You’ve read a novel, loved it, and heard there’s a movie in the works. There’s some cheering you do before circling the film’s release date on the calendar. As the credits roll you notice there’s a screenwriter AND the novel’s writer.  Two different people? What gives? Why didn’t the novelist write the screenplay? Why pay extra for another version when one writer is as good as any another?

In a word, specialization. Like a mason doesn’t install windows, a brain surgeon doesn’t do gastric bypasses, and a software programmer doesn’t assemble computers, novelists don’t often write screenplays. Sure, there can be some crossover and salsa dancers could learn how to tap dance while a baker barbecues your brisket. People can do anything.

For me, I “see” my books as I write them. They’re already movies in my mind and that’s why scriptwriting comes easy to me. It’s actually my format of choice.

But how are the two forms different? I’ll show you! Here’s an excerpt from what I’m working on at the moment. I’m literally switching from  Safari to Word to get this, that’s how fresh it is.

Uncivilized-novelized

“I do. Now, if you can stand, we need to get going.” He went to his horse, opening a saddlebag for the blankets.

She tried standing, unable to get her legs to cooperate. After a little bit of struggle, Ellen rolled to her side, then stomach. She did a push up from there, to on her knees. Bracing herself and with a little grunt, she pushed herself to stand. The sound of Del snickering caught her attention. She faced him, grimacing. “I suppose you think this is funny?”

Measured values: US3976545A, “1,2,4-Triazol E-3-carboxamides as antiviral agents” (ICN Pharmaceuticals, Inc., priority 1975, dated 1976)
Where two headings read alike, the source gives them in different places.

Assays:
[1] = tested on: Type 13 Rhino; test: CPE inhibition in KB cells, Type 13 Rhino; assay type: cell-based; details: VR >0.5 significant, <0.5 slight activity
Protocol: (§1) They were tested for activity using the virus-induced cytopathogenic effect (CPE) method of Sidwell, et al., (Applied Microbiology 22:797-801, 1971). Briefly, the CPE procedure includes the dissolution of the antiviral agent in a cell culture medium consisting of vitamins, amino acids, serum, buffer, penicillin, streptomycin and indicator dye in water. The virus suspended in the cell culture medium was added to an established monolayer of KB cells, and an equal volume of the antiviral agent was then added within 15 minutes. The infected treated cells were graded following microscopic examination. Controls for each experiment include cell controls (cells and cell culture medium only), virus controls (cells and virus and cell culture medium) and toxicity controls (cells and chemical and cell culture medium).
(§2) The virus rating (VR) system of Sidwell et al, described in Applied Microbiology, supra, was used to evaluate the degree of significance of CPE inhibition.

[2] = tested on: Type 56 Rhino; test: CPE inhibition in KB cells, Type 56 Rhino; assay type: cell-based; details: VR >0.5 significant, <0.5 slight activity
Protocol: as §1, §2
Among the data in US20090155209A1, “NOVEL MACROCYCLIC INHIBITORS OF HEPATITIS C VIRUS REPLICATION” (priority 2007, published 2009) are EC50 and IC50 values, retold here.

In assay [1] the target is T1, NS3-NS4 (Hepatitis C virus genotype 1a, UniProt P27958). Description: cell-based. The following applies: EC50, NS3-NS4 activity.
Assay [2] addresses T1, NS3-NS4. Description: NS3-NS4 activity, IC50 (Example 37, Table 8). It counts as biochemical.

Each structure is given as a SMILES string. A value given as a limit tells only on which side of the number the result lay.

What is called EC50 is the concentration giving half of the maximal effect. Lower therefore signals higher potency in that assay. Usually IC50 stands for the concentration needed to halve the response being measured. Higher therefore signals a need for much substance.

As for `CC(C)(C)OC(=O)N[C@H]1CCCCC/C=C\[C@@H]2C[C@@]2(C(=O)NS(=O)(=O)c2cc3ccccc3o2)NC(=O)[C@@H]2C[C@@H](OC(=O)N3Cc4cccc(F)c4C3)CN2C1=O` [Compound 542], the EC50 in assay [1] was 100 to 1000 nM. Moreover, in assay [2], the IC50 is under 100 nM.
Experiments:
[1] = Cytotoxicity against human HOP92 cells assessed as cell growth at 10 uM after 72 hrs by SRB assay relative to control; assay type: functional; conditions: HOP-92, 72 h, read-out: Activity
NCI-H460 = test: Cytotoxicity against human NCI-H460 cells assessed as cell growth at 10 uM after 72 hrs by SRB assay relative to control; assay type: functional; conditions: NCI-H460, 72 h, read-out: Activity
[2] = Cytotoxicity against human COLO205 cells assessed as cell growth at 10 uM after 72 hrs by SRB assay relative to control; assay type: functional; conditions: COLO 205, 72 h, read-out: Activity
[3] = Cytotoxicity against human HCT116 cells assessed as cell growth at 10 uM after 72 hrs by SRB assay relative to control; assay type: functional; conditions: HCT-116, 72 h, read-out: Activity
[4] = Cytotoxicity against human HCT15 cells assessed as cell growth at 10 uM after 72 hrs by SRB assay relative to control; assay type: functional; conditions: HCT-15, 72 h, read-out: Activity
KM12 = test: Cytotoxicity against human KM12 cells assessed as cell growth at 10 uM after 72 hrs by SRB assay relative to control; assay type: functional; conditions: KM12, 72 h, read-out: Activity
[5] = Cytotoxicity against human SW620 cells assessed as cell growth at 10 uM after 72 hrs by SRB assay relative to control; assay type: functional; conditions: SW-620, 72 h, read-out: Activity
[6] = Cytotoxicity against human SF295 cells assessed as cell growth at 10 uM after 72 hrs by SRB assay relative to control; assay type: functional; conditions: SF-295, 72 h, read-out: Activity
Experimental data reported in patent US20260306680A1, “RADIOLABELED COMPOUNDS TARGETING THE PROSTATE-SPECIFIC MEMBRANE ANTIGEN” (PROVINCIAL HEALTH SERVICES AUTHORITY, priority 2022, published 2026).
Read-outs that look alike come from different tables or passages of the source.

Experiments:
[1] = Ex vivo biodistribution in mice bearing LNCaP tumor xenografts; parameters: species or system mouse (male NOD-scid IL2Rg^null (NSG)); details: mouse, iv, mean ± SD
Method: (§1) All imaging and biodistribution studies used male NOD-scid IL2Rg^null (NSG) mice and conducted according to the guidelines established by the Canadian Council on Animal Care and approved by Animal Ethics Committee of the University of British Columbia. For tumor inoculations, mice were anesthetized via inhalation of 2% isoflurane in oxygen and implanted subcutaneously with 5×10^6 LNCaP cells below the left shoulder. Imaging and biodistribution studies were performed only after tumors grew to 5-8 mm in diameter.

“I’m trying not to, but…” He shrugged. “Can I help that you are so adorable?”

Ellen stared up at the sky. “If I could walk, I’d go over and show you how lovely I don’t feel this morning.”

Uncivilized-script ready (I’m rusty on exact format)

EXT IDAHO MOUNTAIN FOOTHILLS-MORNING

The landscape is blue from the east sun being above the horizon but behind the mountains. Pomme the horse is saddled and ready. ELLEN is on her bed as DEL opens the saddlebag.

DEL

I do. Now, if you can stand, we need to get going.

ELLEN struggles to her feet as DEL snickers.

ELLEN

I suppose you think this is funny?

DEL

I’m trying not to, but…. Can I help that you are so adorable?

ELLEN

If I could walk, I’d go over and show you how lovely I don’t feel this morning.

 

In reading the two, you can see how the novel writes out everything for the reader. I could probably add in more sensory information like the morning chill, Pomme’s snort, maybe the smell of dew in the air. Not a good idea to add all that in the second example. Only when a new character is introduced or a current character is changed in a script is there some description of their looks. It’s handled like the description of the setting. Not long, but enough to give the casting person some direction of who could play the part. The script must be far more sparse with words and rely on the director and his film crew to fill in the blanks.

A screenplay shows everything with action and dialogue. It tells as little as possible to the people that need to know. A script’s paragraphs need to be concise, descriptive but not overly so, and must be vital to the story in some way. A novelist gets to wallow around in examining feelings, smelling the flowers, feeling the touch of sandpaper along with other sounds and sights. Sure, a screenplay can show all the senses with audio and visuals, but a novel can use as many words as necessary. And that’s the crux of it all. For a lot of writers, leaving out all that sensory information is tough. Tough enough that Hollywood would rather hire it out to tried and true screenwriters than risk a flop with a first time novelist turned screenwriter.